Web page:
In 2004, France passed a law banning religious symbols from public schools. Although the law doesn't explicitly target a particular religious group, critics accused the government of discriminating against France's growing Muslim population and, in particular, Muslim girls who wear the traditional headscarf known as "hijab."
The so-called "headscarf ban" raised difficult questions about religious tolerance, cultural assimilation, and the separation of church and state. 12 years later, those questions are far from resolved, not only in France but around the world.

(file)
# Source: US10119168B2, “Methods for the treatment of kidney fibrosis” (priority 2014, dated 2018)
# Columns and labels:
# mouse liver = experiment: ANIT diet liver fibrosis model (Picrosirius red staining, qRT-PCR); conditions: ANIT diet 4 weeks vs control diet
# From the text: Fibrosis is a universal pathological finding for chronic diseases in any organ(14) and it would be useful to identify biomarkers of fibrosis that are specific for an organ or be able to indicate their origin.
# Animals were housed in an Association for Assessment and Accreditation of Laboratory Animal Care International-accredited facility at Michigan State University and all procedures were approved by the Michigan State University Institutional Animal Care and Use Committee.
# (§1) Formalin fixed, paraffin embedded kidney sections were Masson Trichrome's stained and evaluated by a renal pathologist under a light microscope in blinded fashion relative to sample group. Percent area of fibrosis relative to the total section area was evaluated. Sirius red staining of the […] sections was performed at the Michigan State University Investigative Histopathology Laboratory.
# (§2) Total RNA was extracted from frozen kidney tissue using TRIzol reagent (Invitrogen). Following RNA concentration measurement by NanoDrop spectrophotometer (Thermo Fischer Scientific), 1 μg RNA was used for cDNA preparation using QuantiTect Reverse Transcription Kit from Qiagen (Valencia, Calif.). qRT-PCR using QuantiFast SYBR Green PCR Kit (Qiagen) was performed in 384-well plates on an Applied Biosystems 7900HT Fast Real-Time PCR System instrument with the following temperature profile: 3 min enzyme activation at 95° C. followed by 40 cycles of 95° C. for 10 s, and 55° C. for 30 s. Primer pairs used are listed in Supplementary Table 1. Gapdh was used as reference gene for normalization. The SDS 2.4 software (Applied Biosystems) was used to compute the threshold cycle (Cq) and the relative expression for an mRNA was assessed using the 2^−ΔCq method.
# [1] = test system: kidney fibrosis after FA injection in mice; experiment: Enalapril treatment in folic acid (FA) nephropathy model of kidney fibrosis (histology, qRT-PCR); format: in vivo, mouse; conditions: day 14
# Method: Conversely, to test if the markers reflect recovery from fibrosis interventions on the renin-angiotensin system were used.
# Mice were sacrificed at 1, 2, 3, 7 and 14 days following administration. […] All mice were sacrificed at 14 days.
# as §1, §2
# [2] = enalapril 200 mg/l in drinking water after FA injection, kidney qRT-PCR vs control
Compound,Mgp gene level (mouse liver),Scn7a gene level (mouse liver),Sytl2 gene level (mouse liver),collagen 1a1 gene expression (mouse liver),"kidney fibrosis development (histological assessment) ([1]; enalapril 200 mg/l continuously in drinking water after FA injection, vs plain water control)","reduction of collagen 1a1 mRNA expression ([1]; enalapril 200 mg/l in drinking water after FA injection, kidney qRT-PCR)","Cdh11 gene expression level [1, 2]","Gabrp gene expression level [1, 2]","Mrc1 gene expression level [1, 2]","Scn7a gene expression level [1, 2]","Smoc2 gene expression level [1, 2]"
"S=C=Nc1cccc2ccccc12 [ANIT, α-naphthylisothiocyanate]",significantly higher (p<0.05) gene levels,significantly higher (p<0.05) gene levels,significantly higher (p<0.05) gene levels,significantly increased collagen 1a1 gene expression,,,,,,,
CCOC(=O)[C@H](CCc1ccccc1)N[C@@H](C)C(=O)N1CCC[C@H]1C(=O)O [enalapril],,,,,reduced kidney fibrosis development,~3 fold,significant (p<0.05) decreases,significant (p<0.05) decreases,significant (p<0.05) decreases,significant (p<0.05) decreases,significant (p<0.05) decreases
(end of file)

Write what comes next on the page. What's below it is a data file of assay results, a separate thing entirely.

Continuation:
Now, a new film called Mariam invites viewers to see the law through the eyes of a student directly affected by the ban. Mariam, the film's title character, considers hijab an expression of her personal faith and, by extension, her identity. Removing her veil means compromising that identity, but leaving it on could jeopardize her education and future success.
If you were in Mariam's position, which would you choose: your identity, or an education? Mariam's decision might surprise you.
Director Faiza Ambah recently visited Global Citizen to discuss the film. Watch the video above to find out what inspired Ambah to tell this story, then go to iTunes to see the film.